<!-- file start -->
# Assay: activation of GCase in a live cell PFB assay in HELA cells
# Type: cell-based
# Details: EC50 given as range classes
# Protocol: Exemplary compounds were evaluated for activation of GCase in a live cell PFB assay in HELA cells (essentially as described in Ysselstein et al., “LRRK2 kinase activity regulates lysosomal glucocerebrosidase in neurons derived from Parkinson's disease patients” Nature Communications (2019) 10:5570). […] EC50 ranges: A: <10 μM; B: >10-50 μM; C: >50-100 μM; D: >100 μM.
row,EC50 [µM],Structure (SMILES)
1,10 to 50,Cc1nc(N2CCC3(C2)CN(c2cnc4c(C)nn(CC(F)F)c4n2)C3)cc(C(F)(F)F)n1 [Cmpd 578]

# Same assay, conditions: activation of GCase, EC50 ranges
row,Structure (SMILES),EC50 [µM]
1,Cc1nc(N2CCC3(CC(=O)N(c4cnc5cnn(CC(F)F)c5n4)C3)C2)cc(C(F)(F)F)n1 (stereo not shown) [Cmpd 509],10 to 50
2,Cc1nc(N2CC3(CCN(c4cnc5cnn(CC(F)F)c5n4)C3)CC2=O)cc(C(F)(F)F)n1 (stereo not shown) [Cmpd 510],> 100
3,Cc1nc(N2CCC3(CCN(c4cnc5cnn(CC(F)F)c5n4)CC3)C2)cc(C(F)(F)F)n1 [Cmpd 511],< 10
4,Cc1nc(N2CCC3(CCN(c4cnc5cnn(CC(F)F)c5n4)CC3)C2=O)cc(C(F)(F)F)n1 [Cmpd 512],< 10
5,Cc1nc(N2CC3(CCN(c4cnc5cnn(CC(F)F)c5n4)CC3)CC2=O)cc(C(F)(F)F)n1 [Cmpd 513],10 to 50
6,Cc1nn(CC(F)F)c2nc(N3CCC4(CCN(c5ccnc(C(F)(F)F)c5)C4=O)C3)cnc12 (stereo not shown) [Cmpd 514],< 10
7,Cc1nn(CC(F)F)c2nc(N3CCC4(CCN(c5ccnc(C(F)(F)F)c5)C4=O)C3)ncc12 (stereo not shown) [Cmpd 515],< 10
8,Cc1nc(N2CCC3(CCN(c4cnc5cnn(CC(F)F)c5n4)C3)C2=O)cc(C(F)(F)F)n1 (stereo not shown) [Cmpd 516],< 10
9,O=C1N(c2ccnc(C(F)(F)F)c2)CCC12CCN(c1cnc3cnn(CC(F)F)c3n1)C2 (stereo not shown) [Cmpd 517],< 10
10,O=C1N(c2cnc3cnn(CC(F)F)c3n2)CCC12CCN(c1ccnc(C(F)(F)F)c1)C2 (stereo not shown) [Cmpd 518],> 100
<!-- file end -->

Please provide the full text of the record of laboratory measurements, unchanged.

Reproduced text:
# Assay: activation of GCase in a live cell PFB assay in HELA cells
# Type: cell-based
# Details: EC50 given as range classes
# Protocol: Exemplary compounds were evaluated for activation of GCase in a live cell PFB assay in HELA cells (essentially as described in Ysselstein et al., “LRRK2 kinase activity regulates lysosomal glucocerebrosidase in neurons derived from Parkinson's disease patients” Nature Communications (2019) 10:5570). […] EC50 ranges: A: <10 μM; B: >10-50 μM; C: >50-100 μM; D: >100 μM.
row,EC50 [µM],Structure (SMILES)
1,10 to 50,Cc1nc(N2CCC3(C2)CN(c2cnc4c(C)nn(CC(F)F)c4n2)C3)cc(C(F)(F)F)n1 [Cmpd 578]

# Same assay, conditions: activation of GCase, EC50 ranges
row,Structure (SMILES),EC50 [µM]
1,Cc1nc(N2CCC3(CC(=O)N(c4cnc5cnn(CC(F)F)c5n4)C3)C2)cc(C(F)(F)F)n1 (stereo not shown) [Cmpd 509],10 to 50
2,Cc1nc(N2CC3(CCN(c4cnc5cnn(CC(F)F)c5n4)C3)CC2=O)cc(C(F)(F)F)n1 (stereo not shown) [Cmpd 510],> 100
3,Cc1nc(N2CCC3(CCN(c4cnc5cnn(CC(F)F)c5n4)CC3)C2)cc(C(F)(F)F)n1 [Cmpd 511],< 10
4,Cc1nc(N2CCC3(CCN(c4cnc5cnn(CC(F)F)c5n4)CC3)C2=O)cc(C(F)(F)F)n1 [Cmpd 512],< 10
5,Cc1nc(N2CC3(CCN(c4cnc5cnn(CC(F)F)c5n4)CC3)CC2=O)cc(C(F)(F)F)n1 [Cmpd 513],10 to 50
6,Cc1nn(CC(F)F)c2nc(N3CCC4(CCN(c5ccnc(C(F)(F)F)c5)C4=O)C3)cnc12 (stereo not shown) [Cmpd 514],< 10
7,Cc1nn(CC(F)F)c2nc(N3CCC4(CCN(c5ccnc(C(F)(F)F)c5)C4=O)C3)ncc12 (stereo not shown) [Cmpd 515],< 10
8,Cc1nc(N2CCC3(CCN(c4cnc5cnn(CC(F)F)c5n4)C3)C2=O)cc(C(F)(F)F)n1 (stereo not shown) [Cmpd 516],< 10
9,O=C1N(c2ccnc(C(F)(F)F)c2)CCC12CCN(c1cnc3cnn(CC(F)F)c3n1)C2 (stereo not shown) [Cmpd 517],< 10
10,O=C1N(c2cnc3cnn(CC(F)F)c3n2)CCC12CCN(c1ccnc(C(F)(F)F)c1)C2 (stereo not shown) [Cmpd 518],> 100